A PROJECT that was supposed to help alleviate the housing shortage in Cape Town, and which cost an initial R42,6million, is now sucking up a further R82million in extensive repairs to fix the inferior work.
In 1999, Cape Town Community Housing Company (CTCHC) - in which the City of Cape Town held a 50% stake - received a contract to build eight low-cost villages around the Peninsula. In total, 2 473 units were built. Development took place in Newfields Village, Manenberg, Heideveld, Mitchell's Plain and Philippi.
The contract was welcomed: the city's housing waiting list currently carries around 400 000 names. However, some houses were found to have structural defects.
The National Home Builders' Registration Council (NHBRC) audited the faulty houses in October 2006. The results were made public in March 2007.
CTCHC requested R31,5 million for repairs from Richard Dyantyi, MEC for Local Government and Housing. Dyantyi initially committed R36 million for the repairs - but the total was boosted to R45 million in September last year.
Weeks later, the city sold its 50% share in CTCHC to S Mka Construction for R21,2 million.
Councillor Dan Plato, the city's mayoral committee member for housing, cited the Municipal Financial Management Act as the reason for the city selling its shares. He said the city was not allowed to own shares in companies such as the CTCHC - but he added that there would still be a partnership between them and the city.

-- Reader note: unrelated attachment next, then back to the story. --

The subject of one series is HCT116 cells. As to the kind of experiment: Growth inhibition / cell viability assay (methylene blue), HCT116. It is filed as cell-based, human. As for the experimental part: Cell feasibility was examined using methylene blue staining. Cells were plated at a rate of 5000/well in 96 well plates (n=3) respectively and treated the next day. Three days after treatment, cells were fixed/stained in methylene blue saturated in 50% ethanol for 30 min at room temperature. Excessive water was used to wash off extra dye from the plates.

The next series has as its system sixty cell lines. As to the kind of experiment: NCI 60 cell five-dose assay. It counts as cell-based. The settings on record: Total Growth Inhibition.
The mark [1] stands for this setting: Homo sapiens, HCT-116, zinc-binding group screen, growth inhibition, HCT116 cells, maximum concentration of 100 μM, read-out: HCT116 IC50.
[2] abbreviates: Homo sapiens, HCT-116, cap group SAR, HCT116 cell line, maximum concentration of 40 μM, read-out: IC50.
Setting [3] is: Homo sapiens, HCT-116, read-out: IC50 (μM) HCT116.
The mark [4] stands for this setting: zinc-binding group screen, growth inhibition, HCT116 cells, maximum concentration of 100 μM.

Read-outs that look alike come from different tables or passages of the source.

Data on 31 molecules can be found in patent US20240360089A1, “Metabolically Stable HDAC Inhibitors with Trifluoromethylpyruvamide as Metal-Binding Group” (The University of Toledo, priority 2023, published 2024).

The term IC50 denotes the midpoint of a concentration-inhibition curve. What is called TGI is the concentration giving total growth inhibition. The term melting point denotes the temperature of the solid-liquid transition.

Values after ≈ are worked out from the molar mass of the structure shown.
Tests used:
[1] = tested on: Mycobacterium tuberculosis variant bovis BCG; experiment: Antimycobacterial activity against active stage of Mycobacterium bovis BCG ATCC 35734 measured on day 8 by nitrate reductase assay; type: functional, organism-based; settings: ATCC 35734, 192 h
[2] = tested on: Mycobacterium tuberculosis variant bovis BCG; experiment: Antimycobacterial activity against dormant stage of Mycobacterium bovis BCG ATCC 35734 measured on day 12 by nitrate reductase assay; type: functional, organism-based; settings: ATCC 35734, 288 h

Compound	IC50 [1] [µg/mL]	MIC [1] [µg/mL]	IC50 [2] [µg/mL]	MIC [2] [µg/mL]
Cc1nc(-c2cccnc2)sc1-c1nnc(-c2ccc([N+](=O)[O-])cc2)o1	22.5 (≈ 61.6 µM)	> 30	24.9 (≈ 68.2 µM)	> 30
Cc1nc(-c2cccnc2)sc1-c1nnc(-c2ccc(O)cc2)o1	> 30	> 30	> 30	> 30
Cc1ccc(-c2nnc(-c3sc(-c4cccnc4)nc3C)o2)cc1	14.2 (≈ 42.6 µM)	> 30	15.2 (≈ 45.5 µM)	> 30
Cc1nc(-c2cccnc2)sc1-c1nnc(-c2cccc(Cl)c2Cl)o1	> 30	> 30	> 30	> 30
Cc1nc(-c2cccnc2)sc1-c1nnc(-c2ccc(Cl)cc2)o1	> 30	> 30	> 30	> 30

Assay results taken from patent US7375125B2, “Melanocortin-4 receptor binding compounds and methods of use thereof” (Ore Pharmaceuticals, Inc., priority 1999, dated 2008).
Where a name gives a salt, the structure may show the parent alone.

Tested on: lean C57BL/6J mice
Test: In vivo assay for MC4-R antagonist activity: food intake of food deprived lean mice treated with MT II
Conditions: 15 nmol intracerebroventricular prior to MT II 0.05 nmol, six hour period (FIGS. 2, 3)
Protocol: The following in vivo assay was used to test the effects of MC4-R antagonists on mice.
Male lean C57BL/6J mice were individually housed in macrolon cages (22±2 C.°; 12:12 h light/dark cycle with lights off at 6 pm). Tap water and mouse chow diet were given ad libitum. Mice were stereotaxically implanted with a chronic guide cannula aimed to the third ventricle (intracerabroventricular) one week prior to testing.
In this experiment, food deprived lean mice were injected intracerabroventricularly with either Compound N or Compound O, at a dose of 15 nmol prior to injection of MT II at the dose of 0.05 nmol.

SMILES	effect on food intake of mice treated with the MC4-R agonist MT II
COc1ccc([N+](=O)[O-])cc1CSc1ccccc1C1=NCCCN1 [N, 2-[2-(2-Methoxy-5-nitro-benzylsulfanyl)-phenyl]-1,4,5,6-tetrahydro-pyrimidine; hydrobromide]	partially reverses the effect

In October last year - after eight years of residents being at loggerheads with the city, province, and the CTCHC - the repair work finally started. But residents were still pushing for more funds, as they insisted more work needed to be done on their homes.
"We engaged the community through their representatives, and did a more-thorough reassessment, and picked up more issues not covered in the NHBRC findings," Bheki Mkhonyane, spokesperson for the CTCHC, told People's Post. Mkhonyane said additional faults were picked up in the foundations and windows.
CTCHC then submitted a new budget of R82 million to Dyantyi's office, which was approved on 12 February. When asked how such an amount could be justified, Vusi Tshose, Dyantyi's spokesperson, said, "The risk of unhealthy conditions makes it humane to effect these repairs. Should the repairs not be done, the original investment may eventually become fruitless".
During the eight-year period, some residents repaired their houses privately. Zainab Williams, who lives in Newfields Village, is one such person. She, like many others, had water pouring through her windows and seeping through her walls during winter. "I didn't have this house fixed for my luxury. It was necessary. I want to know if CTCHC is going to pay me back, or at least meet me halfway," Williams said.
Mkhonyane announced last week that "yes, the people will be fully reimbursed". He says that if the private repair work corresponds with the findings of the assessment reports of other houses in the area, residents will be eligible for a refund if they are not in arrears with their bond payments. If they owe the company money, the amount they've spent on repair work will be credited to their accounts.
Recently, CTCHC put out a tender for the R19 million contract to fix the windows. The money will come from the revised budget.
"We are hoping to award the tender to three or four different contractors, so we can empower more than one company," Mkhonyane said.
There are several residents still not happy with repair work being done on their homes, but Mkhonyane said their claims will not be entertained. "The R82 million is the final figure. There will be no more money after that".